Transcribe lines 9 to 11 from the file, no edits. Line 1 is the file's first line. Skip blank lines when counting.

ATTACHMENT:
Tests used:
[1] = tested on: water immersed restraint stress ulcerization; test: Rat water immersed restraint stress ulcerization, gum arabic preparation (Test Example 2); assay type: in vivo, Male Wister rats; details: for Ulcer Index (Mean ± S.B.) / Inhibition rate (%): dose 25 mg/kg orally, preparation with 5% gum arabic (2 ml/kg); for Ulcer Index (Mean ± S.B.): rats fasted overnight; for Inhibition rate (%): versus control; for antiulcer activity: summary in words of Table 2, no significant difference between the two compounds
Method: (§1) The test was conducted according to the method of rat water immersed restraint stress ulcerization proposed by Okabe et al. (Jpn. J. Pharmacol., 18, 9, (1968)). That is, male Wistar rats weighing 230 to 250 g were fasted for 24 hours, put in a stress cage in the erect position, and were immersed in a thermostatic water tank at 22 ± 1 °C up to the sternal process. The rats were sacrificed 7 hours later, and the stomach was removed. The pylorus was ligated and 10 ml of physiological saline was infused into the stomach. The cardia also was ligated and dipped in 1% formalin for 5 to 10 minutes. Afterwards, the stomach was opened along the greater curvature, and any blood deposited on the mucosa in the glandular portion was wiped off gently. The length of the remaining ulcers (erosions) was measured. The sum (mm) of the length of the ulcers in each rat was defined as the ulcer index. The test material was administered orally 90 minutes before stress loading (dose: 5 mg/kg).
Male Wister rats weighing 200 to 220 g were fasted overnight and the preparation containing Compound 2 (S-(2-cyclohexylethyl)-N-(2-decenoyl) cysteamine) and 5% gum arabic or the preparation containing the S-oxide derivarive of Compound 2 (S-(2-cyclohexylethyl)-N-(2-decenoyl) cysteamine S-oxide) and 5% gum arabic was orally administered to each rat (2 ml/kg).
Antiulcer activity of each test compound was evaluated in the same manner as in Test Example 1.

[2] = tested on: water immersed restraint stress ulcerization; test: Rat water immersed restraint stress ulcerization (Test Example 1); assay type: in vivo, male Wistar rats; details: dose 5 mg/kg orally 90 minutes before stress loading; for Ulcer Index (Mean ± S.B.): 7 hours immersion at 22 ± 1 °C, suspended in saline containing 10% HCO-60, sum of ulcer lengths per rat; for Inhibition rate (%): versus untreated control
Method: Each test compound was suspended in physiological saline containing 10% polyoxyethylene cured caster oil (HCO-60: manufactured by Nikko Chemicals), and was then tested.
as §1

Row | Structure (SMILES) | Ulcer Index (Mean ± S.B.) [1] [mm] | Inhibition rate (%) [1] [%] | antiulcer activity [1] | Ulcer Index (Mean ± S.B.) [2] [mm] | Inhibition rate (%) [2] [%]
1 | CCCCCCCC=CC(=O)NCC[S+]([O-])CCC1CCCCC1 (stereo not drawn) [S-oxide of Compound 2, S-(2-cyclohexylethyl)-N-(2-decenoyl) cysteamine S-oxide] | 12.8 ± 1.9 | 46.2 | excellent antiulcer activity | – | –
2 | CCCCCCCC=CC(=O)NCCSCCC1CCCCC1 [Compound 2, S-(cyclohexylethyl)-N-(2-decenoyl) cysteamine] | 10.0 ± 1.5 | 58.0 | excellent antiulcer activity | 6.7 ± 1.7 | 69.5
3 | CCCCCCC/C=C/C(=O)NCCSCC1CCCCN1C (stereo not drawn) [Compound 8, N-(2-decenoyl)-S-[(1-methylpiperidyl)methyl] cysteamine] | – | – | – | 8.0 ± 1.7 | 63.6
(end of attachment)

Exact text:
Row | Structure (SMILES) | Ulcer Index (Mean ± S.B.) [1] [mm] | Inhibition rate (%) [1] [%] | antiulcer activity [1] | Ulcer Index (Mean ± S.B.) [2] [mm] | Inhibition rate (%) [2] [%]
1 | CCCCCCCC=CC(=O)NCC[S+]([O-])CCC1CCCCC1 (stereo not drawn) [S-oxide of Compound 2, S-(2-cyclohexylethyl)-N-(2-decenoyl) cysteamine S-oxide] | 12.8 ± 1.9 | 46.2 | excellent antiulcer activity | – | –
2 | CCCCCCCC=CC(=O)NCCSCCC1CCCCC1 [Compound 2, S-(cyclohexylethyl)-N-(2-decenoyl) cysteamine] | 10.0 ± 1.5 | 58.0 | excellent antiulcer activity | 6.7 ± 1.7 | 69.5